275 F3d 1066 Anthony John Antonious Finnegan Henderson Farabow Garrett Dunner Llp v. Spalding & Evenflo Companies Inc Spalding Sports Worldwide
275 F.3d 1066 (Fed. Cir. 2002)
ANTHONY JOHN ANTONIOUS, Plaintiff,
FINNEGAN, HENDERSON, FARABOW, GARRETT & DUNNER, L.L.P., Sanctioned Party-Appellant,
SPALDING & EVENFLO COMPANIES, INC., and SPALDING SPORTS WORLDWIDE, Defendants-Appellees.
United States Court of Appeals for the Federal Circuit
DECIDED: January 7, 2002
Appealed from: United States District Court for the District of Maryland, Judge Marvin J. Garbis
Donald R. Dunner, Finnegan, Henderson, Farabow, Garrett & Dunner, L.L.P., of Washington, DC, argued for plaintiff and sanctioned party-appellant. With him on the brief were Thomas H. Jenkins, of Washington, DC; and Richard L. Rainey, Finnegan, Henderson Farabow, Garrett & Dunner, L.L.P., of Atlanta, Georgia. Of counsel was Michael J. McCabe, II, of Atlanta Georgia.
Christopher B. Fagan, Fay, Sharpe, Fagan, Minnich & McKee, LLP, of Cleveland, Ohio, argued for defendants-appellees. With him on the brief were Richard M. Klein, and Steven M. Auvil.
Before LOURIE, BRYSON, and LINN, Circuit Judges.
BRYSON, Circuit Judge.
Anthony John Antonious filed this patent infringement action against Spalding & Evenflo Companies, Inc., and Spalding Sports Worldwide (collectively, "Spalding") in the United States District Court for the District of Maryland. During the litigation, Spalding sought sanctions under Fed. R. Civ. P. 11(c) against both plaintiff and plaintiff's counsel, Finnegan, Henderson, Farabow, Garrett & Dunner, L.L.P. ("Finnegan Henderson"), for failure to conduct a reasonable prefiling factual investigation. The district court awarded sanctions against Finnegan Henderson, and Finnegan Henderson appealed.
We vacate the sanctions order and remand to the district court for further proceedings. To the extent the district court concluded that Finnegan Henderson's proposed construction of certain critical claim language was frivolous, we hold that the court's conclusion was legally erroneous. To the extent the district court concluded that Finnegan Henderson's prefiling investigation was inadequate, we cannot uphold the court's ruling on that ground because the court apparently analyzed the prefiling investigation in light of its view of the proper claim construction. On remand, the district court must assess Finnegan Henderson's prefiling investigation in light of Finnegan Henderson's proposed claim construction and may impose sanctions only if the court determines that the prefiling investigation was inadequate under that claim construction.
* Mr. Antonious is the owner of U.S. Patent No. 5,482,279 ("the '279 patent"), which is directed to an improved perimeter weighting structure for metal golf club heads. The '279 patent contains three independent claims, claims 1, 13, and 56, which provide as follows, in pertinent part:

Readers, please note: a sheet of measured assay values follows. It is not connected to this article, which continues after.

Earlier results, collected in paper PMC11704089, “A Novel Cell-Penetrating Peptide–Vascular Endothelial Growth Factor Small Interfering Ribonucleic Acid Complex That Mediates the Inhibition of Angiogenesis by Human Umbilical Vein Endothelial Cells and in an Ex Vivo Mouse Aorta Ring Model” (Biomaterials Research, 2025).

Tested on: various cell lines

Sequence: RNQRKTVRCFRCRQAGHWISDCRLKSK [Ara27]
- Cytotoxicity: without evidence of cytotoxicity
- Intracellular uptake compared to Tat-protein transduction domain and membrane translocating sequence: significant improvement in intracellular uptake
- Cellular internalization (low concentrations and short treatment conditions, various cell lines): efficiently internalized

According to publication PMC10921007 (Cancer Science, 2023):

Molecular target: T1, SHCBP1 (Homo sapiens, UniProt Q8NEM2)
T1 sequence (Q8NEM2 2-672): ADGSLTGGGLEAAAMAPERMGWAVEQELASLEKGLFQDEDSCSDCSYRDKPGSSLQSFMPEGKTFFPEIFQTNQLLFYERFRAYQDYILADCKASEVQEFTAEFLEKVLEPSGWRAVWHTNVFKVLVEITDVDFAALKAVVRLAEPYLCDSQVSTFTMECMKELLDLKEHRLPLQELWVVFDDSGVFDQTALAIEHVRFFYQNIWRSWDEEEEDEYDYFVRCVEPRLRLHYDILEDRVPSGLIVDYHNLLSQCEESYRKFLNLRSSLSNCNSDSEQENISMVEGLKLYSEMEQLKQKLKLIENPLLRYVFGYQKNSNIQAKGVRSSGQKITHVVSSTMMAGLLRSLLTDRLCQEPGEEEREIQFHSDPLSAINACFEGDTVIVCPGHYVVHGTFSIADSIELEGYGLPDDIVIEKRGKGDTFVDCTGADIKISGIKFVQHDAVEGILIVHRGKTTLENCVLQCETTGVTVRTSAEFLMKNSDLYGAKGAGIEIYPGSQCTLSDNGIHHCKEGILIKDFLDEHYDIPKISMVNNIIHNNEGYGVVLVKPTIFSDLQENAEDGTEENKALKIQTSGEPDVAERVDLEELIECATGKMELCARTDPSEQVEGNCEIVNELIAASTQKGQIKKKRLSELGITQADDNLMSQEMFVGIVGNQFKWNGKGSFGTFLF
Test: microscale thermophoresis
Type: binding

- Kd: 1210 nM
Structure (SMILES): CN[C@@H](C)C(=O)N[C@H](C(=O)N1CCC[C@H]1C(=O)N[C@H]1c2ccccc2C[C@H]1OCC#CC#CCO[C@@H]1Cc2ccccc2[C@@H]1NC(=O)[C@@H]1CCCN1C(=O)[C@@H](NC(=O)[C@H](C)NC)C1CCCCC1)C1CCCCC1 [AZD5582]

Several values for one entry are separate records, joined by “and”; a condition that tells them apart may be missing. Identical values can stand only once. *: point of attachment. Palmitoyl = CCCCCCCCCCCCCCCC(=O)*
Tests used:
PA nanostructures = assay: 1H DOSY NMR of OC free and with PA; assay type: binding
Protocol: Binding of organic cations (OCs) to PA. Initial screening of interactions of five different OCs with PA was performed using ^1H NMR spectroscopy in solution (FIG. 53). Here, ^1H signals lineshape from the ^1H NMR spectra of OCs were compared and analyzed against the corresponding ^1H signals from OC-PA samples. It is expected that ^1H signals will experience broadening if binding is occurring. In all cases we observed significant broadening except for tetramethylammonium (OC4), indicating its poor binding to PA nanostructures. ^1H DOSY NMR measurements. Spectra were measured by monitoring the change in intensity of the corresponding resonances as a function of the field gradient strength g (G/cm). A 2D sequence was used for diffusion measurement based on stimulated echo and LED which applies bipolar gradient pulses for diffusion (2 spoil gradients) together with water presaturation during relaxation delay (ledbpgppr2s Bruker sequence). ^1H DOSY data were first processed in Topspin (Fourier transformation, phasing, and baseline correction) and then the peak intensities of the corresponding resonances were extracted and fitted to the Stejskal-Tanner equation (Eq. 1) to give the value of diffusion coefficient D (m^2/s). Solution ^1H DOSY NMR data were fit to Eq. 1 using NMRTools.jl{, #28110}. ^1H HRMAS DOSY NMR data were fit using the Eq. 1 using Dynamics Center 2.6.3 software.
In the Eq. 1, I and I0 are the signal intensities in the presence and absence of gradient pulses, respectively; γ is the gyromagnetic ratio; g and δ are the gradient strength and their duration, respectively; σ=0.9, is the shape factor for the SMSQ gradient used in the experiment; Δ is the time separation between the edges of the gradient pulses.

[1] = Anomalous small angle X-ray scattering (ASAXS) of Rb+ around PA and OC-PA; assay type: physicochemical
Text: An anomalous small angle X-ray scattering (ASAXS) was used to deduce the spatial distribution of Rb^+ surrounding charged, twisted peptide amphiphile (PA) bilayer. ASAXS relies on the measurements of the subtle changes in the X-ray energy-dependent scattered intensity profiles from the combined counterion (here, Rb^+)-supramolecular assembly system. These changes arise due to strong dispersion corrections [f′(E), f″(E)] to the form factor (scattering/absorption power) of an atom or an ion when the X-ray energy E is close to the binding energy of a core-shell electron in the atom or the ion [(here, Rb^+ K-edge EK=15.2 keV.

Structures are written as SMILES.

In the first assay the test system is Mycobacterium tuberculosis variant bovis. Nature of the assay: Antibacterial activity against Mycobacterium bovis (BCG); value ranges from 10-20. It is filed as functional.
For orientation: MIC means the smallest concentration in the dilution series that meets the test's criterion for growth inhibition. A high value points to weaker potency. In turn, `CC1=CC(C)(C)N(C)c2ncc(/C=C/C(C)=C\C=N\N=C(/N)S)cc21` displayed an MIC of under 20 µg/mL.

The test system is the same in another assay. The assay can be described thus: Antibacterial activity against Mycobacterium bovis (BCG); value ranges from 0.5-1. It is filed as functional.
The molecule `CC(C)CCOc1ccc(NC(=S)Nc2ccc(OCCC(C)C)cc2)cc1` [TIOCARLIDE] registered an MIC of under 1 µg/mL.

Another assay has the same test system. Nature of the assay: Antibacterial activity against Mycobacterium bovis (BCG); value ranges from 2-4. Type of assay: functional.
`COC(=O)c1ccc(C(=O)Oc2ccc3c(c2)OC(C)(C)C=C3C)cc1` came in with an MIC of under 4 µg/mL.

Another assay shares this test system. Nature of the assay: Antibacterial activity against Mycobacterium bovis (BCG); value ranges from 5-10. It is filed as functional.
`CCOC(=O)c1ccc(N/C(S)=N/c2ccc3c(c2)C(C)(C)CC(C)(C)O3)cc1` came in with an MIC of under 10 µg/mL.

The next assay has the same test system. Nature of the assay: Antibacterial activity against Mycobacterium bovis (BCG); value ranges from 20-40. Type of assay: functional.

1. A metal wood-type golf club head comprising:
a golf club head body including a heel, toe, bottom, crown, side walls, ball striking face and a rear club face, said ball striking face intersecting with a forward most progression of said bottom to define a leading edge of the ball striking face;
a hosel integrally connected to said club head body; and
a peripheral mass positioned along at least the majority of the interface of the ball striking face and the crown of the club head, wherein the hosel extends into and connects with a portion of said peripheral mass . . . .
13. A metal wood-type golf club head comprising:
a golf club head body including a heel, toe, bottom, crown, ball striking face and rear club face, said ball striking face intersecting with a forward most progression of said bottom to define a leading edge of the all striking face;
said club head body having a frontal body section and a rearward shell attached to said frontal body section at the interface of said frontal body section and said rear shell;
a hosel integrally connected to said club head body; said frontal body section including:
the ball striking face;
the rear club face; and
a peripheral mass projecting outwardly from the rear club face and extending around at least a portion of the outer periphery of said frontal body section . . .; and
said shell extending rearwardly beyond said frontal body section and forming the crown, the rear portion of said club head, and a cavity behind said frontal body section.
56. A metal wood-type golf club head consisting essentially of:
a golf club head body made only from a metal material, said golf club head body including a heel, toe, bottom, crown, side walls, ball striking face and a rear club face, said ball striking face intersecting with a forward most progression of said bottom to define a leading edge of the ball striking face;
said ball striking face having a thickness in a front to rear direction of at least 0.100 inch;
a hosel integrally connected to said club head body; and
a peripheral mass positioned along at least the majority of the interface of the ball striking face and the crown of the club head, said peripheral mass having a thickness in a front to rear direction of at least 0.125 inches . . . .
Spalding sells the Intimidator golf club line, which it introduced in 1995. The Intimidator line includes drivers and fairway woods that use what Spalding refers to as "titanium insert technology." The Intimidator club heads are cast from stainless steel with a continuous mounting flange that runs along a recess in the interior surface of the club head body. A titanium insert, or face plate, is then inserted into the recess. The titanium insert rests against the mounting flange, which prevents it from being forced back into the interior of the club head body when the club strikes a golf ball. The insert is fixed into the club head body by either crimping or welding.
In the spring of 1997, Mr. Antonious saw several Spalding Intimidator metal wood-type golf clubs in retail stores. He purchased one of the Intimidator drivers and cut open the club head. After inspecting the interior of the club head, Mr. Antonious concluded that the club infringed his '279 patent. He then contacted his patent counsel at Finnegan Henderson, advised them that he believed the Intimidator driver infringed the '279 patent, and gave them the cut-open Intimidator driver to examine.